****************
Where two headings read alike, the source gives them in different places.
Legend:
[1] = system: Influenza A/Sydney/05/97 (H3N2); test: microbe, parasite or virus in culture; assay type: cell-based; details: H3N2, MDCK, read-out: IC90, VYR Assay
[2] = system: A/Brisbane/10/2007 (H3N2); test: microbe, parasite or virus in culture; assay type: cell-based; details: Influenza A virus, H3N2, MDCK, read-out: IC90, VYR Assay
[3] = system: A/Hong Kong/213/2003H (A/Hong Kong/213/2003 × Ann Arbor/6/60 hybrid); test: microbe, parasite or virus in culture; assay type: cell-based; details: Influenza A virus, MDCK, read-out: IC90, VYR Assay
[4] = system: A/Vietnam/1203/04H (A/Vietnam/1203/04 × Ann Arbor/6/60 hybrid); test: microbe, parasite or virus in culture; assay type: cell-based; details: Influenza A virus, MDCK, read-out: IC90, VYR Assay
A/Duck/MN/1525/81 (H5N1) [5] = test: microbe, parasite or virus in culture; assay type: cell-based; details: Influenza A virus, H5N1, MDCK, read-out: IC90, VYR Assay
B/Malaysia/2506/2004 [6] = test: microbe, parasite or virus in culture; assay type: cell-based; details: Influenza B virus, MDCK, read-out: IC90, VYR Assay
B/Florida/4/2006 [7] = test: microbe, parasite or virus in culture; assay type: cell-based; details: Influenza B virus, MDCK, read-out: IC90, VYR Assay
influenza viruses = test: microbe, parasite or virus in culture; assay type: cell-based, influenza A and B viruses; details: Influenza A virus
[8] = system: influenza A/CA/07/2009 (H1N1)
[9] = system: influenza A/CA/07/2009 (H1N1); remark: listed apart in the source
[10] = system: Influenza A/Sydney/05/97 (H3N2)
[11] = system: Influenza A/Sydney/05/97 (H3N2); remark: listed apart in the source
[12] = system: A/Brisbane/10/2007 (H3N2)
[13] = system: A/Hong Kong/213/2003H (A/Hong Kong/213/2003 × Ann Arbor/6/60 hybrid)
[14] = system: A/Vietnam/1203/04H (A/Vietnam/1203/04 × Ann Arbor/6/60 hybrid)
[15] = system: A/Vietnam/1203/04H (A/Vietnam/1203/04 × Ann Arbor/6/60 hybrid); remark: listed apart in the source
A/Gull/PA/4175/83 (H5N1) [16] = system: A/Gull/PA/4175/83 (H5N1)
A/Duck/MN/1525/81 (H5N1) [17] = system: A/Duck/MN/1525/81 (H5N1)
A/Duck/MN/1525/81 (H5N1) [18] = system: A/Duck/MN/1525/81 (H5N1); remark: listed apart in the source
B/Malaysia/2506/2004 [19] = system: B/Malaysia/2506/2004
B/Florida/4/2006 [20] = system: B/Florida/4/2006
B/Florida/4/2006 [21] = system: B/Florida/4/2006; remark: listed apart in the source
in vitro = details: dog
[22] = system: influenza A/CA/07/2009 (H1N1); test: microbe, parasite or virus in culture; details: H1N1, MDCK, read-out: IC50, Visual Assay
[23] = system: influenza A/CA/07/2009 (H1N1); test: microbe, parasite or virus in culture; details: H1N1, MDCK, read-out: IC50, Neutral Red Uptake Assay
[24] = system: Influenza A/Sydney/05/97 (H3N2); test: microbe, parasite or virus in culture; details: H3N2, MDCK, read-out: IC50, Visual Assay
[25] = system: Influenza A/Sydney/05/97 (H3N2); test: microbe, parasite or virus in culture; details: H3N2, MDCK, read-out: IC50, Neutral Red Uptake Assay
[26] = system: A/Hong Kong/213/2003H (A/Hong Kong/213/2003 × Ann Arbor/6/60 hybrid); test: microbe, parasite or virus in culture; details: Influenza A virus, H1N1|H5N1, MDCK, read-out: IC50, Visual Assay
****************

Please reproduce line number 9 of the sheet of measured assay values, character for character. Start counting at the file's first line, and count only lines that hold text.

B/Florida/4/2006 [7] = test: microbe, parasite or virus in culture; assay type: cell-based; details: Influenza B virus, MDCK, read-out: IC90, VYR Assay